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News The project story

Inspiring project meeting in Nottingham

Partners from all four countries participated in the project meeting. The aim was to bring all partners up to speed on each other’s cases and progress, as well as preparing for the final stretch of the project.

UoN’s Immersive Suite

University of Nottingham (UoN) has its own Immersive Suite on campus, which the project partners were allowed to visit. Michael Taylor, Kathrine Wittingham and lecturer Gill Langmack demonstrated how the technology works and how UoN used it in the training of nurses.

At the immersive suite, images or video is projected onto three walls, and allows students to interact with the content through hotspots, quizzes.

Michael Taylor demonstrates how the Immersive Suite can be used.

Michael Taylor has tested the 360ViSi Community Nursing Case in the Immersive Suite, and the project partners were allowed to try the technology with a quiz. See some examples in the video below.

360° images in Xerte

Fay Cross from University of Nottingham presented how the Xerte technology is used to create Reusable Learning Objects, and how 360 images can be applied to the system.

The Xerte Project aims to provide high quality free software to educators all over the world, and to build a global community of users and developers. The Xerte technology was developed at the University of Nottingham. Check it out here!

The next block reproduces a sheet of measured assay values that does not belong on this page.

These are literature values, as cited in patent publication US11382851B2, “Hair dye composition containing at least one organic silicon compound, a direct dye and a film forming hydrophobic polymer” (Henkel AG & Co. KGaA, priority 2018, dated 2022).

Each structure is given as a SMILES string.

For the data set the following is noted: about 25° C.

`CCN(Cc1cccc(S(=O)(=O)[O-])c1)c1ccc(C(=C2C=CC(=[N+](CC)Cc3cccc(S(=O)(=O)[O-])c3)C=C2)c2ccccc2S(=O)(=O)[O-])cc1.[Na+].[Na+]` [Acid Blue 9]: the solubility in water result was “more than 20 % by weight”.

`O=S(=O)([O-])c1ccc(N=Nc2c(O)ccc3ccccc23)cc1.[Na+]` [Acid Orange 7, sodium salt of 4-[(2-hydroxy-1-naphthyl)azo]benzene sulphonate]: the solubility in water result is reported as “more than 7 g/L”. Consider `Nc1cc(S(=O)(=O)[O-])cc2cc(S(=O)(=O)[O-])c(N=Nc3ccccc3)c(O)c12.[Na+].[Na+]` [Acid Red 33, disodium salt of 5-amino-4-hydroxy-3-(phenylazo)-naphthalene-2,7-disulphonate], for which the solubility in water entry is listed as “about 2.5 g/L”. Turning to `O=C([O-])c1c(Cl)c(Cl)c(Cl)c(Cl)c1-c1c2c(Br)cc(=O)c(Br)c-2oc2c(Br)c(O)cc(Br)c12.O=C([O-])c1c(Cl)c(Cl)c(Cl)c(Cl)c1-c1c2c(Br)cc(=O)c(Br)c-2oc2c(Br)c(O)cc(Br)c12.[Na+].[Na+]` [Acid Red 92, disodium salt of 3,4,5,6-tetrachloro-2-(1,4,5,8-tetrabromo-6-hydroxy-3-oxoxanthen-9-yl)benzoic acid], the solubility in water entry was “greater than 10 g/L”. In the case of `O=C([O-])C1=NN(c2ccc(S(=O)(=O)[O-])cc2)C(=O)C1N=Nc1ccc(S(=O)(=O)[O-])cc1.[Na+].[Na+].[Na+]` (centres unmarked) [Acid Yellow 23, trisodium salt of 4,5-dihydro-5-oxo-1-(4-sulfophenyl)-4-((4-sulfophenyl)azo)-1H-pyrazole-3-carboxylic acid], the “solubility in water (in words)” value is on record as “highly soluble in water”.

360 image with hotspots in Xerte.

Other topics covered on the first day were the implications of the EU web content accessibility guidelines (WCAG) for the design of Reusable Learning Objects (RLO) and 360⁰ media cases specifically, and Design Thinking as a framework for RLO development.

Project meeting – Day 2

The second day of the transnational meeting started with focus on evaluation. Professor Heather Wharrad (UoN) introduced the evaluation requirements and toolkit for the project.

Each partner university gave an update on the development of and experiences from their respective cases, and presented their methods for collecting data – and preliminary student feedback from each case.

Project parter Screen Story from Norway presented a business case with a new client, which is a direct result of their participation in the 360ViSi project.